"as they strolled around the ornamental lake; Virginia and Leonard Woolf"
Bust of Leonard Woolf at Monk's House, by Stephen Tomlin
Creative Commons Attribution Share AlikeBust of Leonard Woolf at Monk's House, by Stephen Tomlin - Credit: Oliver Mallinson Lewis from Oxford
Virginia Woolf
Public DomainVirginia Woolf - Credit: George Charles Beresford (1864-1938)

The distinct dislike LMS holds for Virginia Woolf (1882-1941) in the novel is reflective of more than a few within her social circles, although she did tend to divide opinion.

Adeline Virginia Woolf was however, of profound importance in the literary world and authored many famous and still highly esteemed books, including ‘Mrs Dalloway’, ‘To the Lighthouse’ and ‘A Room of One’s Own’.

She also wrote essays and short stories and was/is still regarded as a great modernist writer – one of the best.

Woolf’s success in literature was marred by her many personal problems however, which eventually got the better of the young author in 1941, when depression finally overwhelmed her and she walked into the river near her home, her overcoat weighed down with stones, and drowned. Her body would not be recovered until April 18, despite the tragic incident occurring on March 28.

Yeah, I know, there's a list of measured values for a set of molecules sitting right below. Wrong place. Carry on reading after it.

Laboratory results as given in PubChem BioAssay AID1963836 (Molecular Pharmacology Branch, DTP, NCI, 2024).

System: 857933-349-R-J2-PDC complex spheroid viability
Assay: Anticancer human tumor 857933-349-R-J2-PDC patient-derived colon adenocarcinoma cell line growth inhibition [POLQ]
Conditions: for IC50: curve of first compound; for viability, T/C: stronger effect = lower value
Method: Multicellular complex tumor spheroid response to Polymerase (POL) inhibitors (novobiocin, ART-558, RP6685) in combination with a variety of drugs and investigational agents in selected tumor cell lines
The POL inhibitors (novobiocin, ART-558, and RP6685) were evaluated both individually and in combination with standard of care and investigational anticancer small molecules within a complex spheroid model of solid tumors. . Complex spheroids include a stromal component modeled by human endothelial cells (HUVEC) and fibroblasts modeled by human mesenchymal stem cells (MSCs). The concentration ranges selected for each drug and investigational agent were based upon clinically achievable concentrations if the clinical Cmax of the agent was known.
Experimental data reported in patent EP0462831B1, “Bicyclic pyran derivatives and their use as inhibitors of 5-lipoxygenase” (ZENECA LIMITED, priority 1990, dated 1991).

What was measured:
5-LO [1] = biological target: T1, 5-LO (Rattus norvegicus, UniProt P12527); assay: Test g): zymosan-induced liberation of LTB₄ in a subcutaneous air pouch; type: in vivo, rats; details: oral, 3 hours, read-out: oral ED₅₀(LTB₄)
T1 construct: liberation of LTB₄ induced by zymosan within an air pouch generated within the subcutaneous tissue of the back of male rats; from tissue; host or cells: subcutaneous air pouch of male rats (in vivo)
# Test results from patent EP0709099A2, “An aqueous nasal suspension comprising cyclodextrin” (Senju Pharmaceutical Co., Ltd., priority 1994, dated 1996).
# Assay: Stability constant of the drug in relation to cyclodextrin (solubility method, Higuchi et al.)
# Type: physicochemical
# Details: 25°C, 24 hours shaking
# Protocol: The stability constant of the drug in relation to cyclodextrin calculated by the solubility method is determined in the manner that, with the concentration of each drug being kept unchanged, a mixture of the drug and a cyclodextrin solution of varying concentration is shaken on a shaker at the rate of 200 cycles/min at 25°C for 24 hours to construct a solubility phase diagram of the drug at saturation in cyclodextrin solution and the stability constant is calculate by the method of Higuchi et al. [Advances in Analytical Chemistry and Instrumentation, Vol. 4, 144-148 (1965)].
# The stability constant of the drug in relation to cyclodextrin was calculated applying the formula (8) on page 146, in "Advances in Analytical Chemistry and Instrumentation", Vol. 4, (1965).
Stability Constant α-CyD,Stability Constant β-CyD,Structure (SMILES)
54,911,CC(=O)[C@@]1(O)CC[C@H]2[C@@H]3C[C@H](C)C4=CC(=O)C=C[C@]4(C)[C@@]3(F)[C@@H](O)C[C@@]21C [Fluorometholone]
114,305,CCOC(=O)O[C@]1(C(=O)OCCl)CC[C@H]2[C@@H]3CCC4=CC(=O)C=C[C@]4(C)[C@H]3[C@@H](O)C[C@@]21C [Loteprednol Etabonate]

Woolf’s mental instability began with the sudden death of her mother when she was just 13 years old, followed by the death of her half-sister two years later. Her father’s death some years later was seemingly the final straw for Virginia and she was institutionalised for a short period. Sexual abuse from her half-brothers would also have contributed to her problems.

During her career, Woolf was a member of the Bloomsbury Group – an intellectual group of writers and artists including Rupert Brooke, Lytton Strachey and Leonard Woolf…who later became Virginia’s husband.

Woolf’s literary style is highly regarded as amongst the very best – like James Joyce, she used the stream of consciousness to convey narrative and her descriptive and perhaps rather flowery language evoked both admiration and contempt. Some critics also said her subject matter was too upper class and detached from reality.

Virginia Woolf married Leonard Sidney Woolf (1880-1969), a fellow author and a publisher, who had more than this in common with his wife…he too suffered from mental illness in a fairly significant way.

The pair purchased a printing press – the famous Hogarth Press – in 1917 and as Virginia’s condition grew steadily worse toward the end of her life, her husband devoted himself to caring for her. It was not enough however, to save her from herself.